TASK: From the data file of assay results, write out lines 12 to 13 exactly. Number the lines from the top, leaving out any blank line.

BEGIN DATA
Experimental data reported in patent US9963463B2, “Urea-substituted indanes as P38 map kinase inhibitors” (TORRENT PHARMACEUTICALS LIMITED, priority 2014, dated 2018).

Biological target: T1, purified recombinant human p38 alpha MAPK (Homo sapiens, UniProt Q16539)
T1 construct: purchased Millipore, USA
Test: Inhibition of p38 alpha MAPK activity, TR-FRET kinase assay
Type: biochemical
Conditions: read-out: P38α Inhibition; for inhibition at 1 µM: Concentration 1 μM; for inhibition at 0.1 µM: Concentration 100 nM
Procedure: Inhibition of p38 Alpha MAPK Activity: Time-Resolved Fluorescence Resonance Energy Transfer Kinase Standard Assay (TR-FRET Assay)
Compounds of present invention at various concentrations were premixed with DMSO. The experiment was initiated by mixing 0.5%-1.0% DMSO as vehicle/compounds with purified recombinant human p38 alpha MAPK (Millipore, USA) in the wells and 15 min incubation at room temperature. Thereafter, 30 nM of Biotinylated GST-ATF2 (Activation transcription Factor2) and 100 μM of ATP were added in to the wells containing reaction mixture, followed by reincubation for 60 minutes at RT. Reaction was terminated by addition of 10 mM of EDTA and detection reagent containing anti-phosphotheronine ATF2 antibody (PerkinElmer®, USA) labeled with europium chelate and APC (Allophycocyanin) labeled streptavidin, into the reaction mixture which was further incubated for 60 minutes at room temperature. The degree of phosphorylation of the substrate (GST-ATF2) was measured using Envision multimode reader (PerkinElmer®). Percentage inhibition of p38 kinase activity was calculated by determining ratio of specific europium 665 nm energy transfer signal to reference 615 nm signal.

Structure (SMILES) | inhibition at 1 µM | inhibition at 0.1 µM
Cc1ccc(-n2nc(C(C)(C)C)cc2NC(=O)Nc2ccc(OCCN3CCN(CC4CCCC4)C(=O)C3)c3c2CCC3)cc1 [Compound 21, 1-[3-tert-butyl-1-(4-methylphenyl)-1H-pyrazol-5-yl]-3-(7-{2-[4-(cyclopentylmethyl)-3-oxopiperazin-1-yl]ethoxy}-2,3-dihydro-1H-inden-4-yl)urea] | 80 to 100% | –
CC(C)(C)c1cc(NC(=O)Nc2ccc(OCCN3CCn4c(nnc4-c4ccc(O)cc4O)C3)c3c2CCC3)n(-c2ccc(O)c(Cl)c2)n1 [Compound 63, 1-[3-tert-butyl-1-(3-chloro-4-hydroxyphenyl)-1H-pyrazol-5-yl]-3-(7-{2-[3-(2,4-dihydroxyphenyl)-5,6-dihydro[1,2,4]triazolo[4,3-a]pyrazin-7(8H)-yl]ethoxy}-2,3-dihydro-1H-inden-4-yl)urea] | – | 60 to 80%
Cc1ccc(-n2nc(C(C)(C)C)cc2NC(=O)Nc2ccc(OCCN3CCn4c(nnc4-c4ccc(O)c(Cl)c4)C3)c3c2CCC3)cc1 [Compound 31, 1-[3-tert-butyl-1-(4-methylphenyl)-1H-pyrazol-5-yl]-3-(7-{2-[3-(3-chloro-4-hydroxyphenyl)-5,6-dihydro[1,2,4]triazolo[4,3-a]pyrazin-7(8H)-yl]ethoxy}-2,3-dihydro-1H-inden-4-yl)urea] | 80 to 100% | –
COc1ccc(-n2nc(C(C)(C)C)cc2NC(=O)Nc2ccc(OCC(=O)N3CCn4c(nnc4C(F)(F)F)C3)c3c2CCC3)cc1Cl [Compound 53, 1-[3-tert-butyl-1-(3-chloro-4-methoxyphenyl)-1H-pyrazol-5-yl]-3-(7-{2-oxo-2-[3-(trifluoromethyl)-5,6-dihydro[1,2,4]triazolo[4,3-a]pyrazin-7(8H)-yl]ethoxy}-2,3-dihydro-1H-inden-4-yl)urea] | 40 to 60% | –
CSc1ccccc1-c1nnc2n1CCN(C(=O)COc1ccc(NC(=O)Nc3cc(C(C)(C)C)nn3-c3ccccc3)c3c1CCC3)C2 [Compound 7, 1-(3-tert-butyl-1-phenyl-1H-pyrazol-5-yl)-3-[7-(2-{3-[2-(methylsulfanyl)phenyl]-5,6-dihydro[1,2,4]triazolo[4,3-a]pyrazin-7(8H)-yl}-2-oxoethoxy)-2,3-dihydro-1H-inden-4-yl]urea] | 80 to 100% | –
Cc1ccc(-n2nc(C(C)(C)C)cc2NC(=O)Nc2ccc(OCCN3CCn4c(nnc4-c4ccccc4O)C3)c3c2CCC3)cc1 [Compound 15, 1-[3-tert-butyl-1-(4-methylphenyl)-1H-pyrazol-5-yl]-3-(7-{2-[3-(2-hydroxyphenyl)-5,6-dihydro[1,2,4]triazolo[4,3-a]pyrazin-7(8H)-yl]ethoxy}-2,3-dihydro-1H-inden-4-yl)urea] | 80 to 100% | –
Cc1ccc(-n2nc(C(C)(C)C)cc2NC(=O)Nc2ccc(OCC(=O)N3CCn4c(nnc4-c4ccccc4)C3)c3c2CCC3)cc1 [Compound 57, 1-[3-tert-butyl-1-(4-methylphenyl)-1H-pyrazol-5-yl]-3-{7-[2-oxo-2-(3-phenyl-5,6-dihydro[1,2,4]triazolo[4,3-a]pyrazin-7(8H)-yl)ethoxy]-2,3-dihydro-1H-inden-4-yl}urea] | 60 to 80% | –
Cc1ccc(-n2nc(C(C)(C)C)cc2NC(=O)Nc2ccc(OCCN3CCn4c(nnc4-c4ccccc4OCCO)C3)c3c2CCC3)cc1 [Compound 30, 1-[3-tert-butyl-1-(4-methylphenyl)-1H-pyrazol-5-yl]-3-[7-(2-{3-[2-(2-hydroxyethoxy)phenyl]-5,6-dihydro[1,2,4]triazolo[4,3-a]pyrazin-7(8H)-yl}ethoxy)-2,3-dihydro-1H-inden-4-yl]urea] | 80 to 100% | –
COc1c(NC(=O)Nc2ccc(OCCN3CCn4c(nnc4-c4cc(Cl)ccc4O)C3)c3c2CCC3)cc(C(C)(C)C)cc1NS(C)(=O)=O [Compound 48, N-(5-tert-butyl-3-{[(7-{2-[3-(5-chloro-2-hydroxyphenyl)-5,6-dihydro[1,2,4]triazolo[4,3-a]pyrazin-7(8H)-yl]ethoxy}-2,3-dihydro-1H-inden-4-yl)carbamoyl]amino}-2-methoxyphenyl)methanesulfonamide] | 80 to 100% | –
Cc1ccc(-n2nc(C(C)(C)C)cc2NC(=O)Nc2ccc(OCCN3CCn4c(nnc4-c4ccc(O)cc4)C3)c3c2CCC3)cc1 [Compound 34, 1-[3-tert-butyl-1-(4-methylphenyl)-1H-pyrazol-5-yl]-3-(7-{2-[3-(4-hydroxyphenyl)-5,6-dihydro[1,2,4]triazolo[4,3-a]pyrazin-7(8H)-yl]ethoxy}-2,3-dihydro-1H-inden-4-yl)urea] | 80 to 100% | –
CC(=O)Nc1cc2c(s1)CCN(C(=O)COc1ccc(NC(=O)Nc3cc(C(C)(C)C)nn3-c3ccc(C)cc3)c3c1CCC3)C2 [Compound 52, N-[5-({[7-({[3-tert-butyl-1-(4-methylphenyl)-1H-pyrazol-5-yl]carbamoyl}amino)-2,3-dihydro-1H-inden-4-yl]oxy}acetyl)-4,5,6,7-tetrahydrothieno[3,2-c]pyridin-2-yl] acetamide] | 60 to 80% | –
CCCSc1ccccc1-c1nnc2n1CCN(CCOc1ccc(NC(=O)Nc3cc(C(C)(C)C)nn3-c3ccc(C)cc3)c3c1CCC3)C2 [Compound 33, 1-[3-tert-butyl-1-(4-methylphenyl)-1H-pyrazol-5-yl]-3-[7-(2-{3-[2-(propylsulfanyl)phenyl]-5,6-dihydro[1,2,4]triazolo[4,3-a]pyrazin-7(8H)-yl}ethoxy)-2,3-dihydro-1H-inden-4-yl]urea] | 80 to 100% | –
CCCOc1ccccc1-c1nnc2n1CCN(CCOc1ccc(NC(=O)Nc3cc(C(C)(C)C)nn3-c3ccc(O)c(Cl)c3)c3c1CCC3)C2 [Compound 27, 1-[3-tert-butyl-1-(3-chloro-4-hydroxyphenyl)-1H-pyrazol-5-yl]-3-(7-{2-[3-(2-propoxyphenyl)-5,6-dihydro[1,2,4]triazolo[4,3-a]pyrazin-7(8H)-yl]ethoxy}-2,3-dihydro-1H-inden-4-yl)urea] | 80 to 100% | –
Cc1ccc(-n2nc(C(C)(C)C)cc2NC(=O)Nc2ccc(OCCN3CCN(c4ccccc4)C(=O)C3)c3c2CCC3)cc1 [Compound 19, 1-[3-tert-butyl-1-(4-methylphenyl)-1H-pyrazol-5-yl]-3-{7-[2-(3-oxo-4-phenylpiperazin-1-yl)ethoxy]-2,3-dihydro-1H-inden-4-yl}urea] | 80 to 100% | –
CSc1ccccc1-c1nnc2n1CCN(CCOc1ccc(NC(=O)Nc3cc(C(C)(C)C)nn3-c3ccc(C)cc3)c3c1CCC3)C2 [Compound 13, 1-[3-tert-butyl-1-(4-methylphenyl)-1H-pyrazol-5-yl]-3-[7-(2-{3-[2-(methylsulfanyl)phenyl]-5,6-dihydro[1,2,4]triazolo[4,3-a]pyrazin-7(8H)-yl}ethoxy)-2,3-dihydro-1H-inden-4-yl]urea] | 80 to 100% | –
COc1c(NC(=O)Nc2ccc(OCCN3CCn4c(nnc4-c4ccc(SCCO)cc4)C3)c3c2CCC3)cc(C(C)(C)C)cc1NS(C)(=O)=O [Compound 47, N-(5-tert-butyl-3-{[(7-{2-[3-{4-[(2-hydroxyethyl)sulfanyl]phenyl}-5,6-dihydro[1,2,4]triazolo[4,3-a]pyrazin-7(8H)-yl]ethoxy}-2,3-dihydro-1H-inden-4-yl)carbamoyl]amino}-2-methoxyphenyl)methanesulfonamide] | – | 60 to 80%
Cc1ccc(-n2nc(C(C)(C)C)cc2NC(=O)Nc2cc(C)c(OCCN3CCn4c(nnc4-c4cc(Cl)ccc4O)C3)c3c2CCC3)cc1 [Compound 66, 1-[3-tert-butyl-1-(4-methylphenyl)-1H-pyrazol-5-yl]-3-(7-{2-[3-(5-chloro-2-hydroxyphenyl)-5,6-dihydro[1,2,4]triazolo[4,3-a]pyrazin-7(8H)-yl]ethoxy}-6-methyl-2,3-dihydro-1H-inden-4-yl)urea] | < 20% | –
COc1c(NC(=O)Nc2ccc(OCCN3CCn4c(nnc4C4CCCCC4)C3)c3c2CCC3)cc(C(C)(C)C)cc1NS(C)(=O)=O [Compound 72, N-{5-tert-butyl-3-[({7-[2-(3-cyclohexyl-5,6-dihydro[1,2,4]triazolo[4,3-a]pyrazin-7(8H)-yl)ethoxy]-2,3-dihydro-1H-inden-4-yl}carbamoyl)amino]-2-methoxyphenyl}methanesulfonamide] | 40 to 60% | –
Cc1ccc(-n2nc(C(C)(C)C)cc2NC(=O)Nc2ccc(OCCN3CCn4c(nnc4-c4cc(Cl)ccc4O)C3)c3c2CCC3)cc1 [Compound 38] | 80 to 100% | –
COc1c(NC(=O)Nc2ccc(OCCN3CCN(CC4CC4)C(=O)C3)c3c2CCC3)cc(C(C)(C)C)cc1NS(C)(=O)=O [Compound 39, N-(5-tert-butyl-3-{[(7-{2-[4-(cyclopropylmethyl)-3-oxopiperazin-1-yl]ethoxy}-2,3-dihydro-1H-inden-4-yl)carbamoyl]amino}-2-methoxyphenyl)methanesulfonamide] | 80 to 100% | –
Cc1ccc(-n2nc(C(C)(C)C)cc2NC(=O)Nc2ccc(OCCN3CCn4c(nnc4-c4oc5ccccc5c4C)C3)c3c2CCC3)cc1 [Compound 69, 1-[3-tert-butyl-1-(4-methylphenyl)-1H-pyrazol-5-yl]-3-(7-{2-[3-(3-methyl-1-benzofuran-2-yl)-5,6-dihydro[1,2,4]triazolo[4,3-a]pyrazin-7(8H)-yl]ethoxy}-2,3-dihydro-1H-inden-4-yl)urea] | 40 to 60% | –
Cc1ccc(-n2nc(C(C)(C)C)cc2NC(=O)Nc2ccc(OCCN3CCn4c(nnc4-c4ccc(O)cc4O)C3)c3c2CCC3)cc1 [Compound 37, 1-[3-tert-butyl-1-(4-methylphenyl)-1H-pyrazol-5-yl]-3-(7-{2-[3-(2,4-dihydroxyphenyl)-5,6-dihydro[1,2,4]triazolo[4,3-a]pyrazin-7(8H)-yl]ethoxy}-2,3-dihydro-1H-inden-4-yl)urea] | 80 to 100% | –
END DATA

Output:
Cc1ccc(-n2nc(C(C)(C)C)cc2NC(=O)Nc2ccc(OCCN3CCn4c(nnc4-c4ccc(O)c(Cl)c4)C3)c3c2CCC3)cc1 [Compound 31, 1-[3-tert-butyl-1-(4-methylphenyl)-1H-pyrazol-5-yl]-3-(7-{2-[3-(3-chloro-4-hydroxyphenyl)-5,6-dihydro[1,2,4]triazolo[4,3-a]pyrazin-7(8H)-yl]ethoxy}-2,3-dihydro-1H-inden-4-yl)urea] | 80 to 100% | –
COc1ccc(-n2nc(C(C)(C)C)cc2NC(=O)Nc2ccc(OCC(=O)N3CCn4c(nnc4C(F)(F)F)C3)c3c2CCC3)cc1Cl [Compound 53, 1-[3-tert-butyl-1-(3-chloro-4-methoxyphenyl)-1H-pyrazol-5-yl]-3-(7-{2-oxo-2-[3-(trifluoromethyl)-5,6-dihydro[1,2,4]triazolo[4,3-a]pyrazin-7(8H)-yl]ethoxy}-2,3-dihydro-1H-inden-4-yl)urea] | 40 to 60% | –